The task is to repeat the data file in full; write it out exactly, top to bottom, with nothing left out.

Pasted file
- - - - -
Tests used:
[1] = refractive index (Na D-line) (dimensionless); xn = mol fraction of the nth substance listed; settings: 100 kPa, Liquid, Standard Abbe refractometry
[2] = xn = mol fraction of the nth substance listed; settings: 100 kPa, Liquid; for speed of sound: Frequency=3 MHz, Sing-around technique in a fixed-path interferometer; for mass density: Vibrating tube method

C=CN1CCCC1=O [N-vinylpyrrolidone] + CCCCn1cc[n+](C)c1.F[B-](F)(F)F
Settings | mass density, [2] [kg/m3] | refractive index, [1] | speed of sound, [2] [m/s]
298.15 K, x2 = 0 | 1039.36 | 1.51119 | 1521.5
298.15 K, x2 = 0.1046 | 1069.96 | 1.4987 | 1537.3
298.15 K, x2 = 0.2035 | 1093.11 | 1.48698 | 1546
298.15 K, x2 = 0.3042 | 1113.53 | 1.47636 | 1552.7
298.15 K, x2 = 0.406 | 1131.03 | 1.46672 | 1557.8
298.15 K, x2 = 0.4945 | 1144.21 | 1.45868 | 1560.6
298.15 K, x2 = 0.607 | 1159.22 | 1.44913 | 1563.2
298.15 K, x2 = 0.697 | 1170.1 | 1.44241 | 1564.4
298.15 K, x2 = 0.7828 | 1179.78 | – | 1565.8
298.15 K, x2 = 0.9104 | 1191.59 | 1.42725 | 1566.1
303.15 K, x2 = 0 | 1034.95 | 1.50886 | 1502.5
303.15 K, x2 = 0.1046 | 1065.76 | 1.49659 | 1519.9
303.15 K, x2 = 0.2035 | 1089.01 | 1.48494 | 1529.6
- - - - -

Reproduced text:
Tests used:
[1] = refractive index (Na D-line) (dimensionless); xn = mol fraction of the nth substance listed; settings: 100 kPa, Liquid, Standard Abbe refractometry
[2] = xn = mol fraction of the nth substance listed; settings: 100 kPa, Liquid; for speed of sound: Frequency=3 MHz, Sing-around technique in a fixed-path interferometer; for mass density: Vibrating tube method

C=CN1CCCC1=O [N-vinylpyrrolidone] + CCCCn1cc[n+](C)c1.F[B-](F)(F)F
Settings | mass density, [2] [kg/m3] | refractive index, [1] | speed of sound, [2] [m/s]
298.15 K, x2 = 0 | 1039.36 | 1.51119 | 1521.5
298.15 K, x2 = 0.1046 | 1069.96 | 1.4987 | 1537.3
298.15 K, x2 = 0.2035 | 1093.11 | 1.48698 | 1546
298.15 K, x2 = 0.3042 | 1113.53 | 1.47636 | 1552.7
298.15 K, x2 = 0.406 | 1131.03 | 1.46672 | 1557.8
298.15 K, x2 = 0.4945 | 1144.21 | 1.45868 | 1560.6
298.15 K, x2 = 0.607 | 1159.22 | 1.44913 | 1563.2
298.15 K, x2 = 0.697 | 1170.1 | 1.44241 | 1564.4
298.15 K, x2 = 0.7828 | 1179.78 | – | 1565.8
298.15 K, x2 = 0.9104 | 1191.59 | 1.42725 | 1566.1
303.15 K, x2 = 0 | 1034.95 | 1.50886 | 1502.5
303.15 K, x2 = 0.1046 | 1065.76 | 1.49659 | 1519.9
303.15 K, x2 = 0.2035 | 1089.01 | 1.48494 | 1529.6